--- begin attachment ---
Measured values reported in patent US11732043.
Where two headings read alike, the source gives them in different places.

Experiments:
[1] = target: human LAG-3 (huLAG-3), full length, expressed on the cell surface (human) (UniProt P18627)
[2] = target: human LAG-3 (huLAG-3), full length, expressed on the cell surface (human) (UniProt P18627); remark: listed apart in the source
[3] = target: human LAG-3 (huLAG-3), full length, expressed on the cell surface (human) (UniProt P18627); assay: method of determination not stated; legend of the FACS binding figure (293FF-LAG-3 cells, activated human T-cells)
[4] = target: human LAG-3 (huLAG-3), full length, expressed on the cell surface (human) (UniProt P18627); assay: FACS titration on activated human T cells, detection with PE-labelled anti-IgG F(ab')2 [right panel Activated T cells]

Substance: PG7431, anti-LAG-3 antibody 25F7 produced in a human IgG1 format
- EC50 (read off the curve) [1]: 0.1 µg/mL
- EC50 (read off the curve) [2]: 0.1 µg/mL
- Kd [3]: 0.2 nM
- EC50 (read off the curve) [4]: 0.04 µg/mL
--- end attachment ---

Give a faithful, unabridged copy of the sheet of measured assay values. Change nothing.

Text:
Measured values reported in patent US11732043.
Where two headings read alike, the source gives them in different places.

Experiments:
[1] = target: human LAG-3 (huLAG-3), full length, expressed on the cell surface (human) (UniProt P18627)
[2] = target: human LAG-3 (huLAG-3), full length, expressed on the cell surface (human) (UniProt P18627); remark: listed apart in the source
[3] = target: human LAG-3 (huLAG-3), full length, expressed on the cell surface (human) (UniProt P18627); assay: method of determination not stated; legend of the FACS binding figure (293FF-LAG-3 cells, activated human T-cells)
[4] = target: human LAG-3 (huLAG-3), full length, expressed on the cell surface (human) (UniProt P18627); assay: FACS titration on activated human T cells, detection with PE-labelled anti-IgG F(ab')2 [right panel Activated T cells]

Substance: PG7431, anti-LAG-3 antibody 25F7 produced in a human IgG1 format
- EC50 (read off the curve) [1]: 0.1 µg/mL
- EC50 (read off the curve) [2]: 0.1 µg/mL
- Kd [3]: 0.2 nM
- EC50 (read off the curve) [4]: 0.04 µg/mL